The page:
• Phill Tague

Worship starts Within



As I began to prepare for this deep dive into our core values and into worship in particular, I stumbled upon something interesting about worship that should affect how we think about worship in the modern church. The call to worship is a concept we see from the first pages of scripture to the book of Revelation. But the mechanics of worship change drastically depending on the setting.


For instance, in the Old Testament, the Hebrew word for worship used most often (71 times in the Old Testament) is a word that literally means “to bow down with reverence and respect.” The Hebrew language is a picture language, and the picture associated here is that of lying flat on your face before God.


In the New Testament, the most used Greek word for worship is used 26 times in the gospels mainly of people coming and bowing on their face before Jesus to worship Him. The same word is used 21 times in the book of Revelation at the end of the New Testament. But here’s where we find something strange. This word is only used one time in all of Paul’s Letters, which make up a majority of the New Testament. These letters were written in large part to New Testament churches about their conduct and their worship, and yet the primary word for worship is used only one time. Why? Let’s look at the passage where it is used:


But if all of you are prophesying, and unbelievers or people who don’t understand these things come into your meeting, they will be convicted of sin and judged by what you say. 25 As they listen, their secret thoughts will be exposed, and they will fall to their knees and worship God, declaring, “God is truly here among you.” (1 Corinthians 14:24-25 NLT)


I’ve highlighted a few thoughts from this text for a reason. This says seekers will be led to worship because they see God in the midst of believers. This is what’s different about Paul’s writings. In the Gospels, Jesus was here on the earth in bodily form. People would bow before Him in worship because He was there with them. In Revelation, again Jesus will be before us, this time in his glorified body, and it will bring us to our knees in worship.


But right now, in this era we are living in, and in the era of the church Paul was writing to, Jesus is not present in bodily form, so worship looks different. In John chapter 4, we get a glimpse of this. Jesus is talking to the Samaritan woman at the well. She has been married 5 times, and was now living with a guy that wasn’t her husband. Jesus asks her about this, but she tries to change the subject by talking about where people should worship. We find an answer to our question in Jesus’ response:


Jesus replied, “Believe me, dear woman, the time is coming when it will no longer matter whether you worship the Father on this mountain or in Jerusalem. 22 You Samaritans know very little about the one you worship, while we Jews know all about him, for salvation comes through the Jews. 23 But the time is coming—indeed it’s here now—when true worshipers will worship the Father in spirit and in truth. The Father is looking for those who will worship him that way. 24 For God is Spirit, so those who worship him must worship in spirit and in truth.”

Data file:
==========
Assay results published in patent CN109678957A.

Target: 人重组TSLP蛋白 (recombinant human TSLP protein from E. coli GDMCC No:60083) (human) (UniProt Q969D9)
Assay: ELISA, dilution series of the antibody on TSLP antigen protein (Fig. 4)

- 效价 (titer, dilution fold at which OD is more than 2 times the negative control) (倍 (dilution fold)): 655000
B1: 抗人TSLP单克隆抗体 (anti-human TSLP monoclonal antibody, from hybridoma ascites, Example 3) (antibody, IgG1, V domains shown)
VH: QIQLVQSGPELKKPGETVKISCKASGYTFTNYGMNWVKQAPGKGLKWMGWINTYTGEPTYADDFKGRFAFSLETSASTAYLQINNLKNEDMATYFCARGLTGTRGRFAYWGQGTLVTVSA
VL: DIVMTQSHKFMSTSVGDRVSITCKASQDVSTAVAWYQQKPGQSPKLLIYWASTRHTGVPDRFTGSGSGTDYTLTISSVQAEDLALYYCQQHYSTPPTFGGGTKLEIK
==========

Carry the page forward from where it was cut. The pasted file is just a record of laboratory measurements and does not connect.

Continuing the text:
Here’s the difference. Jesus is saying a time is coming (and is now here) where worship is no longer localized, but rather it is internalized. Jesus isn’t here to bow down to. The church building isn’t the only place you are meant to worship. The call to worship is not about a place. It’s not about a mountain or a temple or a shrine. Worship is an internal disposition. It is a matter of the heart. Some Christians come to “worship” on Sunday, but live life contrary to God’s will Monday through Saturday. Worship to them is a place. It is a tradition. It is an event. But the reality is, the temple God lives in is now in every heart that opens itself to Him. When you put your faith in Jesus, His Holy Spirit comes to reside within you. Yes, there is still a place for coming to corporate worship on Sunday and getting on your knees before God, but more importantly, we are to be living lives of worship, bowing our hearts before Him daily.


The Father is looking for those who will worship Him in Spirit and in Truth. He’s looking for those who live lives of worship rather than just come to worship. Worship begins within. So here’s my question for you; what kind of worshipper are you? Sunday worship is nothing more than a corporate expression of the worship happening within every day. You can come to church and bow down all you want on Sunday, but if you are not living as a worshipper every day, you have failed to truly worship.

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